I wish I could tell you his name, but he wishes to remain anonymous. His deeds of kindness will go unrewarded in this life. But the appreciation he showed to a busy and weary registered nurse breathed new life into her.
An Offer of understanding
The nurse was 31-year-old Kyrie Anderson. Her supervisor at the Baylor Scott and White All Saints Medical Center in Fort Worth called her in to work an extra shift. Kyrie dashed to get ready, but her car battery was too dead to even unlock the doors. She couldn’t even get into her car. In desperation Kyrie called roadside assistance, but help would not arrive for more than an hour. So she decided to flag down someone to help her out.
Asking for help doesn’t come easy to Kyrie. She views herself as ‘the helper’ and cannot bear the thought of being a burden to anyone. But she felt a sense of urgency to get to work and go the extra mile to help patients during the pandemic. So she waved to the first vehicle that passed her apartment – a black pick-up truck.
The driver was the aforementioned stranger. He and his wife had just left their home after a long lock-down and didn’t have any particular thing to do. He saw that Kyrie was in scrubs and understood she had to get to the hospital to help others. Thus, he offered her the keys of his Prius so she could drive it to work. Then he volunteered to wait for the roadside assistance to arrive. Hesitatingly, Kyrie accepted the offer and got to work on time.
The stranger waited for the repairman who got the car started. Then the stranger drove her car to the mechanic shop, got it repaired, filled its tank with gas, and drove it to her workplace.
Tank of Encouragement
As he handed her keys back to her, Kyrie, profusely thanked him for his kindness and offered him a gift card in gratitude. But he refused. The stranger explained that he appreciated all that she did to help others and he only wanted to support her in her task. Kyrie was so deeply touched by his words of encouragement. But when she left to go home and realized he had filled her car with gas, she broke down and cried. The stranger not only filled her tank with gas. He filled her emotional tank with encouragement.
Our culture is sometimes poisoned by putdowns and caustic humor that make decent human beings the constant butt of jokes. So many in our society are not only running on empty. They are trying to function with a heart full of pain. They’re starving for someone to appreciate their contribution and validate their very existence. But our poisonous culture withholds those critical necessities.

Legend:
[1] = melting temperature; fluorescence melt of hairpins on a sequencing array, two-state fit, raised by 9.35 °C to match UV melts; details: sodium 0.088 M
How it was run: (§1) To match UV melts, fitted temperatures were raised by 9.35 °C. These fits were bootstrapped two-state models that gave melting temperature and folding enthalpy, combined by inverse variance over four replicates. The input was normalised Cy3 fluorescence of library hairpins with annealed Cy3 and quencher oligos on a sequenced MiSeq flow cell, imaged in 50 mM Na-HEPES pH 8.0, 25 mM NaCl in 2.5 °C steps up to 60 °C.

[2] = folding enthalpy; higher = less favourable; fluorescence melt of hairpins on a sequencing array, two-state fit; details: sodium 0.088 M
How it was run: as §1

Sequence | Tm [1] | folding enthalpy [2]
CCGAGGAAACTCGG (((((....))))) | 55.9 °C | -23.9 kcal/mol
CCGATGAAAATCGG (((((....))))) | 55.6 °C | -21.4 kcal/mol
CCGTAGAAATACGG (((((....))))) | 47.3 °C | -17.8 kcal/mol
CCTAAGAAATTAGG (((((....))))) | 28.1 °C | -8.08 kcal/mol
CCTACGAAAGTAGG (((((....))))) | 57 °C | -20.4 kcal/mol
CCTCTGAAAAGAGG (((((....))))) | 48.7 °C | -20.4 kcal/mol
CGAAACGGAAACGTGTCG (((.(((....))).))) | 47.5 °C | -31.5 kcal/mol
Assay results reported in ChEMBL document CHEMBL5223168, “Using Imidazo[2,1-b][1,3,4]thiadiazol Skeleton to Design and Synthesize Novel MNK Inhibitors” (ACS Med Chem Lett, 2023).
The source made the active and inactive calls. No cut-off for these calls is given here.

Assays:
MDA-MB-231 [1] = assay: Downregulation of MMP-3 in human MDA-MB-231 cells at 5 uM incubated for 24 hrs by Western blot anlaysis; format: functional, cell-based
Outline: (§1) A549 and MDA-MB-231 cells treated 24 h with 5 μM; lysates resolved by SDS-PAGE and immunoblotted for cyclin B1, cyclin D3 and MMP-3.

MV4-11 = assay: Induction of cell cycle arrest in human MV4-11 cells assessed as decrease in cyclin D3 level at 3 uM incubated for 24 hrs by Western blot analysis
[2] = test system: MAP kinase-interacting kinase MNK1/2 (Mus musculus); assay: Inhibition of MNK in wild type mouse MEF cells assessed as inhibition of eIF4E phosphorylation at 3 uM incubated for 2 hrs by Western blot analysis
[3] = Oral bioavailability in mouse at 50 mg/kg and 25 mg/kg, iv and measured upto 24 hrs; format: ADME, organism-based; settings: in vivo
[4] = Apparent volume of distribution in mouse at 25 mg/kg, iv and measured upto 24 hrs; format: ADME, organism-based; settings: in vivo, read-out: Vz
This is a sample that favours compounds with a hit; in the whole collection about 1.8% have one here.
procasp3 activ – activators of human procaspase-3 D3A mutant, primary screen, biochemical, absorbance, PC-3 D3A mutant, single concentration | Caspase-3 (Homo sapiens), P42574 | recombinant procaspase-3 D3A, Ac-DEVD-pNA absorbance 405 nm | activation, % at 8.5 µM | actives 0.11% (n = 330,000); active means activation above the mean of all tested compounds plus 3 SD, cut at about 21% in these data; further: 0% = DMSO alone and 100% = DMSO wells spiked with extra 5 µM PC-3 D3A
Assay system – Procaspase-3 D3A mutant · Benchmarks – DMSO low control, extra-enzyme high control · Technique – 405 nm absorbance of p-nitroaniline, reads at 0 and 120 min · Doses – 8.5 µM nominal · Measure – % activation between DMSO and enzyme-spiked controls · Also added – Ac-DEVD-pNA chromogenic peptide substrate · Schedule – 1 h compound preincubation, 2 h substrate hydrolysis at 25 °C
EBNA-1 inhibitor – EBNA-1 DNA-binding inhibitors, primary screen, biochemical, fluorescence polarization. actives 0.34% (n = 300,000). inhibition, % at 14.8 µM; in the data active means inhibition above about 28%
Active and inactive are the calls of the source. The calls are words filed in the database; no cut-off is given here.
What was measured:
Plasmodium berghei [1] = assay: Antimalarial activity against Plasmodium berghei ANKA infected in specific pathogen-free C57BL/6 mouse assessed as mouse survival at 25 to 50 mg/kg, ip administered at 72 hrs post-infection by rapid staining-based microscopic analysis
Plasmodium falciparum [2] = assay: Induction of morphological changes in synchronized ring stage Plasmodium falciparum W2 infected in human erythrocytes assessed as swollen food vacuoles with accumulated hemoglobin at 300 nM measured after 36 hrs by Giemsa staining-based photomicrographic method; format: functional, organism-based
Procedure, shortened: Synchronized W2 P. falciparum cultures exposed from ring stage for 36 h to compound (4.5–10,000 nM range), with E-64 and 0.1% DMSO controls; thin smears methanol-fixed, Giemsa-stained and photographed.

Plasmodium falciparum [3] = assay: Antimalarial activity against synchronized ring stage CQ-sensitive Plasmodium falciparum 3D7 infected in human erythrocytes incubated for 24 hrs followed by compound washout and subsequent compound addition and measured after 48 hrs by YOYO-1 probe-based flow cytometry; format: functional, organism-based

That’s why simply saying “Thank you,” can melt an embittered heart. A husband or wife telling their spouse they appreciate the sacrifices they make can have a resurrecting effect. Showing gratitude to healthcare givers, who fight many losing and discouraging battles, can renew their strength. The same is true of showing appreciation to all unsung heroes (e.g. first responders, law enforcement, military members, teachers, parents, etc.) whose many sacrifices are known only to God.
Heavy burdens of Service
America already has too many ingrates, too many whining individuals who do nothing but decry the failures and offenses of others. But God calls us to be part of the solution. He calls us to contribute to society, to speak words of life and perform deeds of kindness to those who carry heavy burdens in the service of others. “A soothing tongue is a tree of life; but twisted words crush the spirit” (Proverbs 15:4). “Pleasant words are a honeycomb, sweet to the soul and healing to the bones” (Proverbs 16:24). “There is one who speaks rashly like the thrusts of a sword, but the tongue of the wise brings healing” (Proverbs 12:18). “But whoever has this world’s goods, and beholds his brother in need and closes his heart against him, how does the love of God abide in him? Little children, let us not only love with word and tongue, but also by deeds and truth” (1 John 3:17-18).
Lord, make me an instrument of Your peace. Where there is hatred, let me sow love; Where there is injury, pardon; Where there is doubt, faith; Where there is despair, hope; Where there is darkness, light; Where there is sadness, joy. O Divine Master, grant that I may not so much seek to be consoled as to console; To be understood as to understand; To be loved as to love. For it is in giving that we receive. It is in pardoning that we are pardoned. And it is in dying that we are born to eternal life. Amen. (St. Francis of Assisi)
(Story from: https://fox6now.com/2020/04/15/literally-handed-me-the-keys-stranger-helped-texas-nurse-get-to-work-when-car-battery-died/)
The content of this article comes from “The Warrior’s Bible” (2014) and is copyrighted by Life Publishers International. Used with permission.